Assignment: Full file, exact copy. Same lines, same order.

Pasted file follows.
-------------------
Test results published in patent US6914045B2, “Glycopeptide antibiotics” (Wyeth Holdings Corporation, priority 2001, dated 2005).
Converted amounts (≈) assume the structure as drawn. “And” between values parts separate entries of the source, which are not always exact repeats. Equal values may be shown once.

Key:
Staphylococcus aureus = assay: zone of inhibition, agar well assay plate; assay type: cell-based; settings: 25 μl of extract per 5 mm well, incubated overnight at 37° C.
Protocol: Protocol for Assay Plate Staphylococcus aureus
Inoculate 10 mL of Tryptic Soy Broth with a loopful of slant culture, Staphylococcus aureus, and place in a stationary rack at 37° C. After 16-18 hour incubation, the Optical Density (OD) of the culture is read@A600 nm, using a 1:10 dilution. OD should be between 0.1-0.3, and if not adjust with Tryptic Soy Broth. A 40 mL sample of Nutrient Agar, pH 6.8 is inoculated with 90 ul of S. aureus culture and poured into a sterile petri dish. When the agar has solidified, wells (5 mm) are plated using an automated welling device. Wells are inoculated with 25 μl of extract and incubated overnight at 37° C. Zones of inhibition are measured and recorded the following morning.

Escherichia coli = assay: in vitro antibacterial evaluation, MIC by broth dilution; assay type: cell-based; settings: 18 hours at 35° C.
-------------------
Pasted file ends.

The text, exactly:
Test results published in patent US6914045B2, “Glycopeptide antibiotics” (Wyeth Holdings Corporation, priority 2001, dated 2005).
Converted amounts (≈) assume the structure as drawn. “And” between values parts separate entries of the source, which are not always exact repeats. Equal values may be shown once.

Key:
Staphylococcus aureus = assay: zone of inhibition, agar well assay plate; assay type: cell-based; settings: 25 μl of extract per 5 mm well, incubated overnight at 37° C.
Protocol: Protocol for Assay Plate Staphylococcus aureus
Inoculate 10 mL of Tryptic Soy Broth with a loopful of slant culture, Staphylococcus aureus, and place in a stationary rack at 37° C. After 16-18 hour incubation, the Optical Density (OD) of the culture is read@A600 nm, using a 1:10 dilution. OD should be between 0.1-0.3, and if not adjust with Tryptic Soy Broth. A 40 mL sample of Nutrient Agar, pH 6.8 is inoculated with 90 ul of S. aureus culture and poured into a sterile petri dish. When the agar has solidified, wells (5 mm) are plated using an automated welling device. Wells are inoculated with 25 μl of extract and incubated overnight at 37° C. Zones of inhibition are measured and recorded the following morning.

Escherichia coli = assay: in vitro antibacterial evaluation, MIC by broth dilution; assay type: cell-based; settings: 18 hours at 35° C.